A look at the day ahead in U.S. and global markets from Mike Dolan
With U.S. government shutdown angst resurfacing, this weekend’s Taiwan election in view, fourth-quarter earnings looming again and Boeing grounding aircraft after a mid-air blowout, Wall St’s dour new year looks set to fail a hoary old five-day test.
Old investment almanacs posit that if the first five trading days of the S&P500’s new year are net positive or negative, it predicts a gain or loss for the full 12 months. Hocus pocus or not, the ‘five-day rule’ has proven correct for five years running – despite unforeseen curve balls from 2020’s pandemic and 2022’s Ukraine invasion.
And unless the index rallies more than 1.5% later on Monday, those first five days will be in the red for 2024.
Those who dismiss such old ‘rules’ point out its fallibility – it missed marginally in four of the five years prior to 2019 – and lampoon the ease with which it works due to the fact Wall St has typically ended higher more often than not over the years.
Nevertheless, it has held true for 80% of the 64 years to 2014 – so not a great portent for 2024 for the superstitious.
Even though the S&P500 had its first daily gain of the year on Friday, futures are in the red again ahead of Monday’s bell – with the latest robust U.S. jobs report doing little to reverse a dominant new year theme of caution on interest rate cut bets.
Another forecast-beating payrolls gain in December showed few signs of the sort of labor market cooling that might prompt the Federal Reserve to rush into easing credit this year.
Futures show less than a two-thirds chance the 135 basis points of rate cuts priced for 2024 will now start as soon as March and 10-year Treasury yields, though lower, remain above 4%.
Dallas Fed boss Lorie Logan on Saturday underlined that caution, warning rates could even be lifted again to offset any easier conditions in financial markets.
“If we don’t maintain sufficiently tight financial conditions, there is a risk that inflation will pick back up and reverse the progress we’ve made,” she said.
“In light of the easing in financial conditions in recent months, we shouldn’t take the possibility of another rate increase off the table just yet.”
There were slivers of optimism, however, with Logan supporting moves to consider parameters that might see slowing of the Fed’s balance sheet rundown as excess liquidity parked at the central banks’s daily reverse repurchase facility tails off.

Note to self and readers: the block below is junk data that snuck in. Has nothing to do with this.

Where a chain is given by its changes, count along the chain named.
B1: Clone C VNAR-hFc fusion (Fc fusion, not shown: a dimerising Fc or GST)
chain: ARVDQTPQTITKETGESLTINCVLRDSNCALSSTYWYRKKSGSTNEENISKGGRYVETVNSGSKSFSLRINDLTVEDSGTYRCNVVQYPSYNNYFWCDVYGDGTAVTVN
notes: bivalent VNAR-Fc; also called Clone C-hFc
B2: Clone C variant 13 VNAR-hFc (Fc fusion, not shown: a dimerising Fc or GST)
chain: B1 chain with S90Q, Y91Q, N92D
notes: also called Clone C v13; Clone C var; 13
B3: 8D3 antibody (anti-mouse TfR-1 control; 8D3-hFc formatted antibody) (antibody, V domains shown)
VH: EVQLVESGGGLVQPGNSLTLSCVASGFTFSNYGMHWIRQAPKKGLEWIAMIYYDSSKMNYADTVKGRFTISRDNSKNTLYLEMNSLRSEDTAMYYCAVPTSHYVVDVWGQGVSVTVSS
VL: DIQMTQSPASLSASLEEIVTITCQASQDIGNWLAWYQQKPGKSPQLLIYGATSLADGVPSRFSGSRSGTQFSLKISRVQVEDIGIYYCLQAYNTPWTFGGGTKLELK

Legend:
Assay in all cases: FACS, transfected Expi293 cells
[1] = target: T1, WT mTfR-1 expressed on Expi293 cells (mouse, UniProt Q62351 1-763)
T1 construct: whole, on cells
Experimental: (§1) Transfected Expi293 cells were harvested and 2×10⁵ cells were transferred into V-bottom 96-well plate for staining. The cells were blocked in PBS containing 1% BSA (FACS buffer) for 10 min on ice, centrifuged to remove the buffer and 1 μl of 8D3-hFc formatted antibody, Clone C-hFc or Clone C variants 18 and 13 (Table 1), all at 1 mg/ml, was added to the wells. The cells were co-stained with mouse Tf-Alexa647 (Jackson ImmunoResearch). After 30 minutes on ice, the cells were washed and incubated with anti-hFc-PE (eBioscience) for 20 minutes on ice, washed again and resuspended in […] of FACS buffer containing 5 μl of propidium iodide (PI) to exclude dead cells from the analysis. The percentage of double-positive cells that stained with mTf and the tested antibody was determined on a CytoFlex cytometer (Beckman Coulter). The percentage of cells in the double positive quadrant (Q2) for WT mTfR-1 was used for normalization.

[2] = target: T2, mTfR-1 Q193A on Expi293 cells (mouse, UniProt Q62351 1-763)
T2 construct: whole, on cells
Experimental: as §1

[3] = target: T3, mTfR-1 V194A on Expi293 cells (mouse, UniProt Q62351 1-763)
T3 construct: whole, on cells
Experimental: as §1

And despite tense geopolitics and Middle East strife since late last year, the New York Fed’s global supply chain pressure index fell back into negative territory last month.
But there are other reasons to be anxious.
Government shutdown jitters hove back into view as Congress reconvenes. Even though weekend agreements been top Democrats and Republicans on a $1.59 trillion spending deal offered some optimism, it set up a race for divided lawmakers to pass the bills to appropriate the money before government operations are forced to shut later this month.
They face a Jan. 19 deadline for the first set of bills to move through Congress and a Feb. 2 deadline for the remainder.
The fourth-quarter U.S. corporate earnings season gets underway later this week too, with the big banks kicking in on Friday. The sector’s expected annual profit growth of 8.4% is forecast to outpace an overall 5.2% gain for S&P500 firms.
Blue chips got an unexpected jolt at the weekend, however. Boeing shares listed in Frankfurt fell as much as 8% on Monday after the U.S. Federal Aviation Administration ordered the temporary grounding of some Boeing 737 MAX 9 jets fitted with a panel that blew off a jet in midair on Friday.
But perhaps the most anxious backdrop surrounds the upcoming Taiwan elections.
China’s blue-chip index fell almost 1% to its lowest level in nearly five years, while Hong Kong stocks shed roughly 2% amid rising geopolitical tensions and domestic economic worries that saw tech shares there take a new battering.
China will conduct live firing drills in the East China Sea on Monday and Tuesday, according to the China maritime safety administration.
Taiwan’s defence ministry, meantime, said it detected three more Chinese balloons flying over the Taiwan Strait on Sunday, accusing China of threatening aviation safety and waging psychological warfare days before the elections.
China’s foreign ministry said the country will sanction five U.S. military manufacturers in response to the latest round of U.S. arms sales to Taiwan.
In more positive news, U.S. chipmaker Nvidia said it plans to begin mass production in the second quarter of 2024 of an artificial intelligence chip it designed for China to comply with U.S. export rules.
Key diary items that may provide direction to U.S. markets later on Monday:
* U.S. Dec employment trends, U.S. Nov consumer credit
* Atlanta Federal Reserve President Raphael Bostic speaks
* U.S. Treasury auctions 3-, 6-month bills
(By Mike Dolan, editing by Ed Osmond, firstname.lastname@example.org)